Challenge Investment Fund, College of Arts, Humanities and Social Sciences, University of Edinburgh
The 2017 Library Edition of the New Media Consortium Horizon report identifies trends, challenges, and technologies impacting on the library sector, in which a tension is evident between the essential integration of new technologies, and a defence of professional values concerning information privacy. While organisations such as JISC in the UK support project work on the library as ‘data lab’, there is a clear need for research which takes a broader view of the ‘datafication’ of library use. The research combines an ethnographic approach with current methods in data science to examine the relationship between library data, the day-to-day use of libraries, and policy developments in the cultural sector.
The project focuses on two key research libraries as field sites: the University of Edinburgh Library and the National Library of Scotland. Considering ‘what makes a library?’, the research will work with theories of ‘Code/Space’ (Kitchin and Dodge 2011), exploring the relationships between software, data, physical space, and the library user. The research addresses issues of making ‘good’ use of library data and considers the wider implications of the code/space for the cultural industries.
Many university students and researchers make extensive use of one or more research library spaces and services. These library users are often physically visible, as bodies at desks, but they also leave data traces through interactions with digital services and resources. These data traces include data on searching, borrowing and downloading a range of digital and physical materials. Library users also leave digital traces of entrances and exits through security gates, and interact with library buildings through connections to Wi-Fi hotspots, book check-out machines, automated book returns, and digital questionnaire points, as well as moving through buildings which responds to such movement - or lack of it - through triggered lighting systems and automatic door openers. The building audibly responds to inappropriate movement with alarm sounders, as tagged and unchecked material inadvertently leaves its approved boundaries.
Other library users, in increasing numbers, who study and undertake research at a distance from academic institutions, may never enter library buildings at all. Yet they also leave data traces in library systems, through a series of data requests for digital resources and online services. They are ‘borrowers’ of a different kind, and appear as ‘data doubles’ of their physical, information-seeking selves.
Taking into account a long history of privacy concerns and data protection issues in relation to library use, this project will consider these concerns in a contemporary digital context, in which learning analytics and data science methods are being developed to generate potentially useful service development data for libraries. The project aims to understand better the potential implications of the ‘datafication’ of library users, and to question the tensions which may arise between the promise of data science and the perceived value and values of libraries and their users.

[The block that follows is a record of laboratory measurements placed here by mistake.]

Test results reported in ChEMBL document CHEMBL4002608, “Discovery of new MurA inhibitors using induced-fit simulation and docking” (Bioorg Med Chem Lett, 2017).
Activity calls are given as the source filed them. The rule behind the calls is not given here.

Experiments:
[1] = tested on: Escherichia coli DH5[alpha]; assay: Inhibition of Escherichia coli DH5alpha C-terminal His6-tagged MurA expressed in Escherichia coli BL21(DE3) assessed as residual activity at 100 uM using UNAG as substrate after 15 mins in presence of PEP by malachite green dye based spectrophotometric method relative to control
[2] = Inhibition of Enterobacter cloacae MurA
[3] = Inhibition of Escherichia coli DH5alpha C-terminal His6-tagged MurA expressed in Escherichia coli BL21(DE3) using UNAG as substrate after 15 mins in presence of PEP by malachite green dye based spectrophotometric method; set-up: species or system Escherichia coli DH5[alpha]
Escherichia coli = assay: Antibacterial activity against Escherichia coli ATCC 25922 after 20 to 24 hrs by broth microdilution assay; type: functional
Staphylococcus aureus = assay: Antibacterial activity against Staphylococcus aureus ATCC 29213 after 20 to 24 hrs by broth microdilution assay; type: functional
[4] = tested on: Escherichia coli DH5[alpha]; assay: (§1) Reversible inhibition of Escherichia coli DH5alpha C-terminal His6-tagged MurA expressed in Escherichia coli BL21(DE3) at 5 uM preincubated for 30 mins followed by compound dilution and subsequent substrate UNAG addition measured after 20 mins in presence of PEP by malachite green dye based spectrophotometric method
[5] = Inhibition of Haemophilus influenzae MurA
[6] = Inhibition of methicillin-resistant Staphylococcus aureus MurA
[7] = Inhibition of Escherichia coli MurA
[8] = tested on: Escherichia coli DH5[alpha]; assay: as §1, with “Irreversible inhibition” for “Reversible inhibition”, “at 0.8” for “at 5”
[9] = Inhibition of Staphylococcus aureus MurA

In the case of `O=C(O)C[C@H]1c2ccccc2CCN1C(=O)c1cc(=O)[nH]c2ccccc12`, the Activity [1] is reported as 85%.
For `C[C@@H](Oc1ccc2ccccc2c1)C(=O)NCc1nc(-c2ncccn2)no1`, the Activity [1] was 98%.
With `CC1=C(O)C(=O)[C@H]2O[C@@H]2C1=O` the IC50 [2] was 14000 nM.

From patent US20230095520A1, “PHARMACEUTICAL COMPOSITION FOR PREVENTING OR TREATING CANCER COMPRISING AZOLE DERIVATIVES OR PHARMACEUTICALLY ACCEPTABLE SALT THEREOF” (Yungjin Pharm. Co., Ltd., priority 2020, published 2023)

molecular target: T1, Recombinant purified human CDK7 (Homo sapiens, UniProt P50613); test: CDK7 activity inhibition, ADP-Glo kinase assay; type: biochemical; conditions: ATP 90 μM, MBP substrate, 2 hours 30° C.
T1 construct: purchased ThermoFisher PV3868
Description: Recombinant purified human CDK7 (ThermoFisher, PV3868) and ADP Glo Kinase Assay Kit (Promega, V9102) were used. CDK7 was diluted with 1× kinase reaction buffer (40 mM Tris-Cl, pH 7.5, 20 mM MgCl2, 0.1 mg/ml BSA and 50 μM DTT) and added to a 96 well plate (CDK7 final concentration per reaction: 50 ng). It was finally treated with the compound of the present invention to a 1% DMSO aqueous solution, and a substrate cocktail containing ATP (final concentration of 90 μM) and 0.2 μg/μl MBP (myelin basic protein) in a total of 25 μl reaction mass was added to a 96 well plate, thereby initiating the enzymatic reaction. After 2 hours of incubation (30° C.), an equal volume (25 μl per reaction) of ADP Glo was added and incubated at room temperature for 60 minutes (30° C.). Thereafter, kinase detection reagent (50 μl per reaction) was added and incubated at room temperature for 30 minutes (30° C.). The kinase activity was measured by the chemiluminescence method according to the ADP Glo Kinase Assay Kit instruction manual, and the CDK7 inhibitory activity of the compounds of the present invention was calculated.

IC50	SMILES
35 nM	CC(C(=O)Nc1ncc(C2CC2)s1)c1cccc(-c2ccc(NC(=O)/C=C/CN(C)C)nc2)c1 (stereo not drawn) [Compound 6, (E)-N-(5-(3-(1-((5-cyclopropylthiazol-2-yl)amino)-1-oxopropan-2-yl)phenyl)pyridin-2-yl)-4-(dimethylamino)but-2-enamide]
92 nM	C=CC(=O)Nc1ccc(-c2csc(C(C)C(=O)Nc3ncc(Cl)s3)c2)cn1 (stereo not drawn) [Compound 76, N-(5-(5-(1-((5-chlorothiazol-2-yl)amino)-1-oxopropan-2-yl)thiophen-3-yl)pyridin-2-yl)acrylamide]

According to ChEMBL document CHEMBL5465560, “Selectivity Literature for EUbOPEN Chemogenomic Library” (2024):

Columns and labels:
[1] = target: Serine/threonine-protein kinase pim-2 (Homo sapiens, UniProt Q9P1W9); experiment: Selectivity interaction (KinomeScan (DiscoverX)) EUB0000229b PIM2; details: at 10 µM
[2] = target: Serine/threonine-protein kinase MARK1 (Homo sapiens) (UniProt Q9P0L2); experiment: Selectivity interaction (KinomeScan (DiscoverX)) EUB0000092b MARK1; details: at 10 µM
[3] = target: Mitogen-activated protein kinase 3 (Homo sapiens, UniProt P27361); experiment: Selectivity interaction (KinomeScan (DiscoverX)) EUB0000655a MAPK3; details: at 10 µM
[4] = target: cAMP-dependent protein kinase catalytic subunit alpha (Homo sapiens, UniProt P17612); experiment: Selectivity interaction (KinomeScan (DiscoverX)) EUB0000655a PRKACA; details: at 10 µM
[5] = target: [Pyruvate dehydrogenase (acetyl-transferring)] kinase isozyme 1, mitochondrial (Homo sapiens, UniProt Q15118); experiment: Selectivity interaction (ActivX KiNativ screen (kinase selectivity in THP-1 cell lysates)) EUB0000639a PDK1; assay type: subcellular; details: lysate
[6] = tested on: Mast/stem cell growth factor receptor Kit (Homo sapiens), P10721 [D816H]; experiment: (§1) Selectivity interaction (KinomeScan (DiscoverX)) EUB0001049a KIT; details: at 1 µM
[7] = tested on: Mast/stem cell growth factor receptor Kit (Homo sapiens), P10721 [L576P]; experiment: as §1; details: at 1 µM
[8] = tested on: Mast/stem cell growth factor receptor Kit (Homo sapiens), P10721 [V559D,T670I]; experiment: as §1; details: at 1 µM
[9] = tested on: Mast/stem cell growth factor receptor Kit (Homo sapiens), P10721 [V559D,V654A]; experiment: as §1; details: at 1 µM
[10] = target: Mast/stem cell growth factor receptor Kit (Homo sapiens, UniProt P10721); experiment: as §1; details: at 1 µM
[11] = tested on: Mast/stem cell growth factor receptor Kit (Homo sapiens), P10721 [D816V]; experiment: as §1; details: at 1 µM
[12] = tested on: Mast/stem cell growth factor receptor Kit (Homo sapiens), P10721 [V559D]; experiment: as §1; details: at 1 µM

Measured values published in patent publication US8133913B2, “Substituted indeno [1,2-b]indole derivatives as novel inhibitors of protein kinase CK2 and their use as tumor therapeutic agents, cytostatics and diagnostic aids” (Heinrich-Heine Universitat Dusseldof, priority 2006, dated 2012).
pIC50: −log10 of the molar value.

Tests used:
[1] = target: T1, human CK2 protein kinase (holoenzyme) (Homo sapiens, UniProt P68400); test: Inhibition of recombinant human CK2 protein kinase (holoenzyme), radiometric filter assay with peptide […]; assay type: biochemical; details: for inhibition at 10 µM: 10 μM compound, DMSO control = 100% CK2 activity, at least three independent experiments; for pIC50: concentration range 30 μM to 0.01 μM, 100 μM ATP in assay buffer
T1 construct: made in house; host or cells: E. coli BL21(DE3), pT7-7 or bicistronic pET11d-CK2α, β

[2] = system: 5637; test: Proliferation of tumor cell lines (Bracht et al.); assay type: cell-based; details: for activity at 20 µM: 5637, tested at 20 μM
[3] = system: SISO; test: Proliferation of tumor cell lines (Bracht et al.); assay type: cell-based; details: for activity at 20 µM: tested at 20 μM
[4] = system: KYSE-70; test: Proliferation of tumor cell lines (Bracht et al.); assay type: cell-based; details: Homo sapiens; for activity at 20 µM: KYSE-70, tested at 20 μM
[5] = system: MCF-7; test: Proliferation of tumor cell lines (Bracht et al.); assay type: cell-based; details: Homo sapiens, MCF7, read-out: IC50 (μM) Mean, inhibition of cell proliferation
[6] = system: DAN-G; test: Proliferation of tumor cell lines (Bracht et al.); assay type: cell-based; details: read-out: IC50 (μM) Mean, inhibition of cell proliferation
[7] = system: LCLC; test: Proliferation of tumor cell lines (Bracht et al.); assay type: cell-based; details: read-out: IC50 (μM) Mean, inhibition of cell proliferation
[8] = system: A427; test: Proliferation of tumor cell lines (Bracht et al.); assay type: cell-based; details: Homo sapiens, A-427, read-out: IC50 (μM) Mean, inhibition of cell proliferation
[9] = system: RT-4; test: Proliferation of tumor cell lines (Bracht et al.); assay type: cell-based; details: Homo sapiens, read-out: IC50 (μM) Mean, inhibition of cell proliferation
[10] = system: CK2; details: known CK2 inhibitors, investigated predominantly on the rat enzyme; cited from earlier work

The proposed research builds on a pilot project - Library of Our Time - funded by the University of Edinburgh Library in 2016/17, led by Philippa Sheail at the Centre for Research in Digital Education. An ethnographic study with a focus on organising practices revealed some key themes for developing an understanding of the changing library, including themes of atmosphere; translation and navigation; the ‘disembodied librarian’; and the concept of ‘being organized’. As a core concept at the heart of library and information work, the current research develops the key theme of ‘being organized’ further, as essential to understanding better the relationship between library buildings, staff, software, data and library users. The clear next step for exploring this theme is to examine the available data on library use, drawing on expertise in computation and analytics, digital education, and library service development. It is anticipated that work in this area will be of potential benefit to the library and information sector, both locally and internationally, but also in identifying the wider implications of the code/space for the cultural sector.
Drawing on Kitchin and Dodge’s (2011) work on Code/Space and Bauman and Lyon’s (2013) work on Liquid Surveillance, particular attention will be paid to the tensions between the ethics of working with library user data and the production of potentially generative data, of the kind that can address practical issues, such as ‘space management’. The research will address critical questions, of significance to universities, libraries, and the wider cultural sector, about the practical and problematic issues that might be associated with making ‘good’ use of user data while addressing concerns around the increase in user ‘datafication’.
The research will supported by an advisory group with expertise in digital education, computation and analytics, and the development of digital library services and collections:
Professor Siân Bayne, Professor of Digital Education, UoE
Professor Dragan Gasevic, Professor of Learning Analytics, UoE
Stuart Lewis, Head of Digital, National Library of Scotland
Kirsty Lingstadt, Head of Digital Library & Deputy Head of Library and University Collections, UoE
Kitchin, R. and Dodge, M. (2011). Code/Space: Software and everyday life. MIT Press
Bauman, Z. and Lyon, D. (2013). Liquid Surveillance Polity Press
Adams Becker, S., Cummins, M., Davis, A., Freeman, A., Giesinger Hall, C., Ananthanarayanan, V., Langley, K., and Wolfson, N. (2017). NMC Horizon Report: 2017 Library Edition. The New Media Consortium.